Tate Williams – Inside Philanthropy -- The statistics on the American criminal justice system are not pretty, whether looking at mass incarceration, police shootings, or recidivism rates. Can activists and law enforcement alike use this sea of grim numbers to fix the system? At least two funders think so.
NEW YORK, May 11, 2015 /PRNewswire-USNewswire/ -- As a nationwide, bi-partisan push is underway to reform the broken criminal justice system, The Pershing Square Foundation announced today a $3.1 million grant in support of Measures for Justice (MFJ), the first non-profit organization to use 'big data' to track and compare the performance of county criminal justice systems across the country.
During a workshop moderated by Kristen Mahoney, Deputy Director for Policy, Bureau of Justice Assistance, Amy Bach presented preliminary results of MFJ's first pilot study testing the Measures for Justice, enabling counties for the first time to compare the performance of their local criminal justice system. As quoted in the Crime Report,
You can look up data and see where the schools with good test scores are located are, or you can look up the water quality of a city...But not for the courts... We want to collect data that means something to the people using the courts and to be able to see where things can improve.
In his newly-launched blog, Derek Coursen, an expert in information management and systems within the public and nonprofit service sectors, explores issues relating to the systemic ways public service organizations can manage, organize and use information to ultimately make better decisions and more effective programs. Recognizing that human services have chronic problems with managing information, his blog is focused on solving them.
We applaud Derek for his dedication to addressing these complex issues and are thrilled he's part of our Data Council.
In his recent blog Made2Measure, Ingo Keilitz, a Senior Justice Reform Specialist at The World Bank, contemplates the potential of creating a Justice Index – even if imperfect – that measures the performance of criminal court systems.
We couldn't have said it better ourselves.
Amy Bach recently gave the Keynote address at the Kentucky Department of Public Advocacy's celebration of Gideon versus Wainwright. The Kentucky Bar Association put together an exceptional event.
Amy also sat on a panel that followed a repartee by David Boise and former U.S. Solicitor General Ted Olson's. These guys are the super-litigators on opposite sides of Bush v. Gore, who also teamed up to win the fight for same-sex marriage in the U.S Supreme Court.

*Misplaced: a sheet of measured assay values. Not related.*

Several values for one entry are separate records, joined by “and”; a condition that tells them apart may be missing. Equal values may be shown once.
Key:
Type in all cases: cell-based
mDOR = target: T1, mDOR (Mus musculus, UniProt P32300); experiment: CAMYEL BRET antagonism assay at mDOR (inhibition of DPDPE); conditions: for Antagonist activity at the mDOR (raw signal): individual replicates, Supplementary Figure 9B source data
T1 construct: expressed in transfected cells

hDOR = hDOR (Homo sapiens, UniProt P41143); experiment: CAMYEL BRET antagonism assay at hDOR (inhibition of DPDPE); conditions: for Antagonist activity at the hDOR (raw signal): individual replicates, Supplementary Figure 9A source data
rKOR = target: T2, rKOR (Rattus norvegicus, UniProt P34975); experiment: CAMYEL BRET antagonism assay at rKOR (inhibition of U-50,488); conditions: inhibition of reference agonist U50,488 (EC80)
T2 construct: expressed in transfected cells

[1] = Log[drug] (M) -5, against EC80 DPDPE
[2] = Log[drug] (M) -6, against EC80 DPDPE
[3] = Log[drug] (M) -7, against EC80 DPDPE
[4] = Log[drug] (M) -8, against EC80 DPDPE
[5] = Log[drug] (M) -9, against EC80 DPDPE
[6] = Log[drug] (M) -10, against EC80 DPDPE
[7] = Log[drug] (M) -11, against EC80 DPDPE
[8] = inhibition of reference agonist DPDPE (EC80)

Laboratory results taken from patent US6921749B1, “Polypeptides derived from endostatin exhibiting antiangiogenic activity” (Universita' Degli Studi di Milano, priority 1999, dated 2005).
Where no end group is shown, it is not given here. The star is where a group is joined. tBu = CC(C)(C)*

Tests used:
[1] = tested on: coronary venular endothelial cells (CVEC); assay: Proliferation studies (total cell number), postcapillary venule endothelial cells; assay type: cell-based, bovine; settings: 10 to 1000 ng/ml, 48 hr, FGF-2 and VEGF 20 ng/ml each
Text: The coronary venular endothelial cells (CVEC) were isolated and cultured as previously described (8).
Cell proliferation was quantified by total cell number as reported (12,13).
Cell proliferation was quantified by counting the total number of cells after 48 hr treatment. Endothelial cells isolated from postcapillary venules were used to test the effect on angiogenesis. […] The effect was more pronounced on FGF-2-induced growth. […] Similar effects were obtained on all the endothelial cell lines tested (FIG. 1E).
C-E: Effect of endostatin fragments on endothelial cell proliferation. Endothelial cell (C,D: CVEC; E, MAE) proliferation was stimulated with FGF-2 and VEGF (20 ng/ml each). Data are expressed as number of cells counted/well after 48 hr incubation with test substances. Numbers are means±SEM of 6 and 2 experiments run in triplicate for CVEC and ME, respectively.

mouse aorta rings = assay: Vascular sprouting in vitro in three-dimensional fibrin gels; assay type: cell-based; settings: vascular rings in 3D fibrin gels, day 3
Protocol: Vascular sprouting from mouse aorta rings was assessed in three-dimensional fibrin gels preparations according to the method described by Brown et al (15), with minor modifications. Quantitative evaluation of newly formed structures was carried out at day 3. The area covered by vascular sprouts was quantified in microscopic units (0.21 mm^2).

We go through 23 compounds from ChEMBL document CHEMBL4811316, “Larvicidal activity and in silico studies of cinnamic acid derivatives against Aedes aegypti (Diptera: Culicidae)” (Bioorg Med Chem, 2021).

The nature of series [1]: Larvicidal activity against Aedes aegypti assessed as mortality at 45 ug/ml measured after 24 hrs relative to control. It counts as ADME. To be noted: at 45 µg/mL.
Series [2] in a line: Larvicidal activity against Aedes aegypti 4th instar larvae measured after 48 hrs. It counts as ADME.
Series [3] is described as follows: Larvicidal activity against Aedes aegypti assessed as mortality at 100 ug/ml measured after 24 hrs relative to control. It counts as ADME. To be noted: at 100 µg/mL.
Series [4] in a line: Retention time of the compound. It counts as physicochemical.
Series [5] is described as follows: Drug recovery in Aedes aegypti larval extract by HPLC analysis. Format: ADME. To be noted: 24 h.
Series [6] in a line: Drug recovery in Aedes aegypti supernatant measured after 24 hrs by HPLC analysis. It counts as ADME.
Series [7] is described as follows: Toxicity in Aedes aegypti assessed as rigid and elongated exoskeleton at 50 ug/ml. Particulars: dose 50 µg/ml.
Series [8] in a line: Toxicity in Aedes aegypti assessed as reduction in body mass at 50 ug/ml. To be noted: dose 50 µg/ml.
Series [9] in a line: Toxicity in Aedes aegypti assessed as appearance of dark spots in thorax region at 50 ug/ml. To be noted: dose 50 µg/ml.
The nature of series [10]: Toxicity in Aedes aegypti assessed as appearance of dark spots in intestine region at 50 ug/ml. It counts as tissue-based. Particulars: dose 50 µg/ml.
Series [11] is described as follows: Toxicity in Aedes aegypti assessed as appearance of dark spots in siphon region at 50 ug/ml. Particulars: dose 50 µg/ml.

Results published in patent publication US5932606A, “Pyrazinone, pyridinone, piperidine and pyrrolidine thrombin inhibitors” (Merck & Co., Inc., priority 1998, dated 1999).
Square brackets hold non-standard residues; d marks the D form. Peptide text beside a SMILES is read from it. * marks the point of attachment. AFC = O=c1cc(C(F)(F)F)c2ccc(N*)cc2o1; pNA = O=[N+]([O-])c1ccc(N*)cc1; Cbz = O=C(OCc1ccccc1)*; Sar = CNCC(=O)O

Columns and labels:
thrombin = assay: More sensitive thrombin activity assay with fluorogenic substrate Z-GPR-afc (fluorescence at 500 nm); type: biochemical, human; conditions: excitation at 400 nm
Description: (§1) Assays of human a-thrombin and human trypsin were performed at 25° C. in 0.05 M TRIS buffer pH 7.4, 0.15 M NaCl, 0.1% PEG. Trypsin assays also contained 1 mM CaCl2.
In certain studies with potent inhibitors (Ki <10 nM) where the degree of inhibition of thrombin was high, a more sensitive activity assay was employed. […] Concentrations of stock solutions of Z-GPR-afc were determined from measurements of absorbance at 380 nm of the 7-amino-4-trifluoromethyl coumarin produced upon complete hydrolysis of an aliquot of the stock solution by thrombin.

Amy Bach, MFJ Executive Director, recently spoke at the Spring Public Defenders Conference in Bay Saint Louis, Mississippi. Public defenders face immense challenges in Mississippi. Many of them carry soul-crushing caseloads with little to no resources provided to defend their clients and with every other actor in the criminal justice system pressuring them to quickly resolve their cases.
Amy spoke about the challenges in being part of such a system and how local criminal systems need to be able to present data on their performance to make the case for better resources or simply to defend themselves against budget cuts and the austerity measures being implemented nationwide.
As part of Attorney General Eric Holder's speech commemorating the U.S. Supreme Court decision in Gideon v. Wainwright, Holder describes the MFJ Milwaukee County pilot as one of the Bureau of Justice's promising new initiatives to improve criminal courts:
BJA will provide $50,000 to implement the "Measures for Justice" initiative in Milwaukee – a rigorous evaluation tool that will help illuminate strategies for success and empower criminal justice stakeholders to make the changes they need.
Amy Bach, founder of Measures for Justice, receives the Gideon Award from Florida's Palm Beach County Public Defender office. The award recognizes exemplary work supporting equal justice for indigent communities. Past recipients include Barry Scheck and Bryan Stevenson.
Amy Bach will join Kenneth Starr on a panel to discuss indigent defense law and how well it provides the poor or disenfranchised access to justice.
Echoing Green recently selected Measures for Justice's founder, Amy Bach, as a Fellow out of 3,000 candidates worldwide. Echoing Green is a premier seed investor for social entrepreneurs.